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Finally made it to Buraka today after a couple of abortive attempts. This is the only Ethiopian restaurant in town. They have a very short menu, which is not a bad thing, consisting of stewed? Curried? –wotted? meats and vegetable dishes in various sauces. All of these entrees are also sold at their lunch cart, which is a block away with all the other lunch carts on the UW Madison campus.

We ordered beef samosas, chicken peanut stew, and begwot (lamb and carrot stew in tomato sauce).

Our meal started with a nondescript complimentary green salad well dressed in a light vinaigrette.

The samosas were excellent, the wrapper was crisp and much thinner than those employed by some Indian restaurants which are overly thick and hard. They came with a creamy, tangy sauce reminiscent of aioli, with a pleasant subtle heat. The filling was well seasoned, the whole dish was very tasty.

The chicken peanut stew came with injera. The injera looked, felt and tasted like a boiled rag. A sour boiled rag due to the fermentation. It was cold, and when dipped in the delicately flavored (read: bland) stew easily overpowered the stew, so that the result was a tangy bite of cold wet sponge with a warm viscous coating. The stew did not taste bad per se, it looks exactly the same as a Thai Masaman curry, it just doesn’t have any apparent flavor.

The begwot (this is how they spell it on their menu, online sources seem to spell it <insert ingredient here> Wot) was served on rice, which would have been a better choice in either case, with a dollop of sour cream. It was a good contrast to the peanut stew, well seasoned and enjoyable, but not memorable. I did not get to try their best known dish, dorowot, however Schmoops has had some from their food cart and assures me that it is better than either of the entrees we had tonight.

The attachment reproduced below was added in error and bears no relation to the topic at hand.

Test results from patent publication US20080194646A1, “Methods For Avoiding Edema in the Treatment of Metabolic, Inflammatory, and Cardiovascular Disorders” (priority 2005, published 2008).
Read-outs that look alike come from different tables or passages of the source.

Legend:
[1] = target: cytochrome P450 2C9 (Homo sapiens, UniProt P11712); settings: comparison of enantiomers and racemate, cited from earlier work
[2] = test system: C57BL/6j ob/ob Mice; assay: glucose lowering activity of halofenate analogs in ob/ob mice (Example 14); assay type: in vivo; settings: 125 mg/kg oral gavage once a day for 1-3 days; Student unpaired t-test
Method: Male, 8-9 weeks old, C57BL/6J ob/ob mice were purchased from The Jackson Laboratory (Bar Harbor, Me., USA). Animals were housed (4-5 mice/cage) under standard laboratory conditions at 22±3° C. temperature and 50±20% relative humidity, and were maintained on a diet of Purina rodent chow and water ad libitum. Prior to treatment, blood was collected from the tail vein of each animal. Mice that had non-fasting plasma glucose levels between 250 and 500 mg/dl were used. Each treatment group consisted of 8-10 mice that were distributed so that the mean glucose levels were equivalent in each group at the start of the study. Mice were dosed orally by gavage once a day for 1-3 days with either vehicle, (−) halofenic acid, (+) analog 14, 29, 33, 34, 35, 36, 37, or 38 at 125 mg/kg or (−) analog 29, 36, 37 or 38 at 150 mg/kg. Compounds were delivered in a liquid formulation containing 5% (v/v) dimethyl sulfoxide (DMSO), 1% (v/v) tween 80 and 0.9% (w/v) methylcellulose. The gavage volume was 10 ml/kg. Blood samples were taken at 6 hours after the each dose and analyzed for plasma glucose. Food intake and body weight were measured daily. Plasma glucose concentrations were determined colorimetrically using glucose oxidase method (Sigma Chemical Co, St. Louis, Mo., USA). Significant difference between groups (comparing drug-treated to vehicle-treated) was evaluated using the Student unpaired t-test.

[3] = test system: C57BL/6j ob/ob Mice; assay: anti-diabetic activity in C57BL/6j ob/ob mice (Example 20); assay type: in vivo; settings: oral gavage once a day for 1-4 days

One issue with coming here for dinner are the prices. Each entree is about $10 if the main ingredient is a vegetable or chicken, and $12 if it contains lamb. The portion size is good for one person to consume and leave full, if you are not a heavy eater. However the amount of food you get is about as much as the large size sold on their food cart for about $7 – $8, and most of the entrees are available at the cart. Service was good, the restaurant was a little dim but that seems to be an annoying trend these days.

I didn’t take any pictures because if you’re anything like me, the look of Ethiopian food would stop you from trying any for years. If you don’t know what it typically looks like, don’t Google it before you try it, it’ll leave you more open minded.


Verdict: With exception of samosas, better stuff available elsewhere.